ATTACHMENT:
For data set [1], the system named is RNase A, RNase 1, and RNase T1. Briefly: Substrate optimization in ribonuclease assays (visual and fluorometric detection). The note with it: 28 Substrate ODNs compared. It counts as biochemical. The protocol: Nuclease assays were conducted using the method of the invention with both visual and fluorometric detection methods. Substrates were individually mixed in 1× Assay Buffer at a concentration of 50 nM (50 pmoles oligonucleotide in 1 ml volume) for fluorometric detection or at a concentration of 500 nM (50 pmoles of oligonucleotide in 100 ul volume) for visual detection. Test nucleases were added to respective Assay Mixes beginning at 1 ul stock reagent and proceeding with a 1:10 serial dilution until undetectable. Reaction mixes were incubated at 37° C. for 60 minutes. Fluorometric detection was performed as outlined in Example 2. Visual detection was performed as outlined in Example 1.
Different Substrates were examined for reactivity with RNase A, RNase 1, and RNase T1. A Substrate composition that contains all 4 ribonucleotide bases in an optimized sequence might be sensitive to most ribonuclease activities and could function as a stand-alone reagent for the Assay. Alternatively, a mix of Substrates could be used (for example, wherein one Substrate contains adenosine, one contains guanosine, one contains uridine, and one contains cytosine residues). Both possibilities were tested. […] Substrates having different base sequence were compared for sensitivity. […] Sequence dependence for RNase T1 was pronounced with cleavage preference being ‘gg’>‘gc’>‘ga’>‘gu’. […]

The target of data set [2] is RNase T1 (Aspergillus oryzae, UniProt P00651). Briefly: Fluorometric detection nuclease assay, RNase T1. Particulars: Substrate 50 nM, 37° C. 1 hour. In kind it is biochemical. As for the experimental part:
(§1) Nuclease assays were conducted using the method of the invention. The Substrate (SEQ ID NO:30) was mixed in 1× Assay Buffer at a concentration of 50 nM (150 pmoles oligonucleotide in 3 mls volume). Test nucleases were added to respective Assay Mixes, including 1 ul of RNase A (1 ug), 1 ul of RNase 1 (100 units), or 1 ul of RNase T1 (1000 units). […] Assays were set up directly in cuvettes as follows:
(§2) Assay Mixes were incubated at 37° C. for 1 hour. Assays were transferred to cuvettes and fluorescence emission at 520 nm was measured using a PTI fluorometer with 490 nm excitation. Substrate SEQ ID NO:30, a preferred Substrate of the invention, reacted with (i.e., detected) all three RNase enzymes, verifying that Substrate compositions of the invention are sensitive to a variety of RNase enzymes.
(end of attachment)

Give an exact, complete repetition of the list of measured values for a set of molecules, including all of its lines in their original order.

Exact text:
For data set [1], the system named is RNase A, RNase 1, and RNase T1. Briefly: Substrate optimization in ribonuclease assays (visual and fluorometric detection). The note with it: 28 Substrate ODNs compared. It counts as biochemical. The protocol: Nuclease assays were conducted using the method of the invention with both visual and fluorometric detection methods. Substrates were individually mixed in 1× Assay Buffer at a concentration of 50 nM (50 pmoles oligonucleotide in 1 ml volume) for fluorometric detection or at a concentration of 500 nM (50 pmoles of oligonucleotide in 100 ul volume) for visual detection. Test nucleases were added to respective Assay Mixes beginning at 1 ul stock reagent and proceeding with a 1:10 serial dilution until undetectable. Reaction mixes were incubated at 37° C. for 60 minutes. Fluorometric detection was performed as outlined in Example 2. Visual detection was performed as outlined in Example 1.
Different Substrates were examined for reactivity with RNase A, RNase 1, and RNase T1. A Substrate composition that contains all 4 ribonucleotide bases in an optimized sequence might be sensitive to most ribonuclease activities and could function as a stand-alone reagent for the Assay. Alternatively, a mix of Substrates could be used (for example, wherein one Substrate contains adenosine, one contains guanosine, one contains uridine, and one contains cytosine residues). Both possibilities were tested. […] Substrates having different base sequence were compared for sensitivity. […] Sequence dependence for RNase T1 was pronounced with cleavage preference being ‘gg’>‘gc’>‘ga’>‘gu’. […]

The target of data set [2] is RNase T1 (Aspergillus oryzae, UniProt P00651). Briefly: Fluorometric detection nuclease assay, RNase T1. Particulars: Substrate 50 nM, 37° C. 1 hour. In kind it is biochemical. As for the experimental part:
(§1) Nuclease assays were conducted using the method of the invention. The Substrate (SEQ ID NO:30) was mixed in 1× Assay Buffer at a concentration of 50 nM (150 pmoles oligonucleotide in 3 mls volume). Test nucleases were added to respective Assay Mixes, including 1 ul of RNase A (1 ug), 1 ul of RNase 1 (100 units), or 1 ul of RNase T1 (1000 units). […] Assays were set up directly in cuvettes as follows:
(§2) Assay Mixes were incubated at 37° C. for 1 hour. Assays were transferred to cuvettes and fluorescence emission at 520 nm was measured using a PTI fluorometer with 490 nm excitation. Substrate SEQ ID NO:30, a preferred Substrate of the invention, reacted with (i.e., detected) all three RNase enzymes, verifying that Substrate compositions of the invention are sensitive to a variety of RNase enzymes.